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file under: more evidence imams are not holy men

18 Jan

Pakistan: Islamic Cleric Orders Baby Born Out of Wedlock Stoned to Death…

Words can’t describe how sick this makes me.

KARACHI (AFP) – The lifeless bodies of two tiny babies are being given their final bath before burial in Karachi, after they were left to die in the southern Pakistani city’s garbage dumps.

“They can only have been one or two days old,” says volunteer worker Mohammad Saleem, pointing at the two small corpses being gently washed by his colleagues at a charity’s morgue.

In the conservative Muslim nation, where the birth of children outside of marriage is condemned and adultery is a crime punishable by death under strict interpretations of Islamic law, infanticide is a crime on the rise.

…The number of dead infants found last year — 1,210 — was up from 890 in 2008 and 999 in 2009, says the Edhi Foundation manager in Karachi, Anwar Kazmi.

Kazmi recounts the discovery of the burnt body of a six-day-old infant who had been strangled. Another child was found on the steps of a mosque having been stoned to death on the orders of an extremist imam who has since disappeared, he says.

Pakistan: Christian Women Beaten, Publicly Humiliated by Muslim Mob Over Trumped up Blasphemy Charges…

Here in America if you look at a Muslim the wrong way you’re accused of being an Islamophobic bigot by CAIR and their leftist allies. Meanwhile in Pakistan (and the rest of the Islamic world for that matter) Christians are mercilessly persecuted for the faith without so much as a peep from the the left.

Lahore (AsiaNews) Two Christian women, mother and daughter, who recently suffered violence and humiliation, are now in a safe place. An angry mob turned against them in Lahore, beating them, after they were accused of blasphemy.

The incident began with a dispute between the two and a Muslim woman, who is married to their son and brother, over the religious education of the mixed couple’s daughter. Mgr Rufin Anthony reacted to the fact, slamming Pakistani society’s increasing intolerance, a sociological problem it must deal with the utmost urgency.

Speaking from their hideout, John Chand, son and brother of the victims, told AsiaNews that the two women “are afraid of being attacked by extremists” and are hiding to avoid being killed.

The mob beat Saira Chand and her mother so badly that both lost consciousness. At some point during the attack, some of the abusers put necklaces made of old shoes around their necks, smeared their faces and put them on the back of donkeys to parade around their east Lahore neighbourhood. After regaining consciousness, the two women vehemently rejected the accusations of blasphemy, touching their feet repeatedly, to demand pity from their tormentors.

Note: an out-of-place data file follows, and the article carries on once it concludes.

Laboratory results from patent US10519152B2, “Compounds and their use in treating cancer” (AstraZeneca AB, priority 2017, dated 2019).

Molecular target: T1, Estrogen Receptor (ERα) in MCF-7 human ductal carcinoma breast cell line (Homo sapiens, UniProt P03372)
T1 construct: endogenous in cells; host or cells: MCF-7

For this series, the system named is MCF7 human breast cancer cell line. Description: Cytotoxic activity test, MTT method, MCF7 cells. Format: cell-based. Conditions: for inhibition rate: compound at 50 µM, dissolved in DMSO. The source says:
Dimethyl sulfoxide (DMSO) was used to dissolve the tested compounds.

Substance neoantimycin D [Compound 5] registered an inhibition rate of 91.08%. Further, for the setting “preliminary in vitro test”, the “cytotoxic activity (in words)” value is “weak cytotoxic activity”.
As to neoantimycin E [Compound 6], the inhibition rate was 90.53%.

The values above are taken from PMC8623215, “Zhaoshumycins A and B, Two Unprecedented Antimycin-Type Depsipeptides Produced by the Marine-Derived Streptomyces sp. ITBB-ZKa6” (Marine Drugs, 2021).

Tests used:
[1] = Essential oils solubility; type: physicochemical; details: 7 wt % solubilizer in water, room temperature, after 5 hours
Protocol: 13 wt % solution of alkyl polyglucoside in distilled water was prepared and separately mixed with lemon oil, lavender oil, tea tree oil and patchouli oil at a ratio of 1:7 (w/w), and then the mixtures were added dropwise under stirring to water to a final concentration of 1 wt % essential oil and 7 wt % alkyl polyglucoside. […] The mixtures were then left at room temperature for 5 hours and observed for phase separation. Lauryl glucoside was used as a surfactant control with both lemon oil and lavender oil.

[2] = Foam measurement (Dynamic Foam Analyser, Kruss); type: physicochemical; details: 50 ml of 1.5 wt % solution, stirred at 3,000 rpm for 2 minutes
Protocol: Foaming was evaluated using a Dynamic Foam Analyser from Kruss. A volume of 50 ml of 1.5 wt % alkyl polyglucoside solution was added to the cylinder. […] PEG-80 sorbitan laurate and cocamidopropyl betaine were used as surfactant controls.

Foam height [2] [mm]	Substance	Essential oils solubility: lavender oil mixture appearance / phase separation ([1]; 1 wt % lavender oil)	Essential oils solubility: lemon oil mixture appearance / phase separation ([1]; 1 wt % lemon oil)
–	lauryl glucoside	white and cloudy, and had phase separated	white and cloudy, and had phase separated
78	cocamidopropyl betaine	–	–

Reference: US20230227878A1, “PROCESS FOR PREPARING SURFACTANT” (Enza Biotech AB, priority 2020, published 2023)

A local Muslim leader, Mian Muhammad Sameer, said he did everything to get the two women to “confess” their crime of blasphemy.

A member of Sameer, the same organisation to which Malik Mumtaz Qadri, Punjab Governor Salman Taseer’s murderer, belonged, he said he was proud of his wife, who “beat Saira more than anyone else.”

 

Pakistan: Muslim cleric expresses confidence someone will kill Asia Bibi over alleged blasphemy

Yet another demonstration of human rights, islamic style. Insult the pedophile Muhammad? DEATH TO YOU!

Death for insulting Islam

Muslim cleric Muhammad Salim isn’t worried that a court or Pakistan’s president might spare a Christian mother from this village who has been sentenced to death on blasphemy charges. After all, if Asia Bibi escapes the hangman’s noose, he’s confident someone else will kill her.

“Any Muslim, if given the chance, would kill such a person,” Salim said calmly,  seated cross-legged on a straw mat at a mosque here. “You would be rewarded in heaven for it.”

Salim isn’t the only one calling for vigilante justice. A cleric in Peshawar has offered 500,000 rupees, or $6,000, to anyone who kills Asia Bibi, if her execution doesn’t take place. Other hardline clerics have warned they would mobilise nationwide protests against the government if President Asif Ali Zardari pardoned her.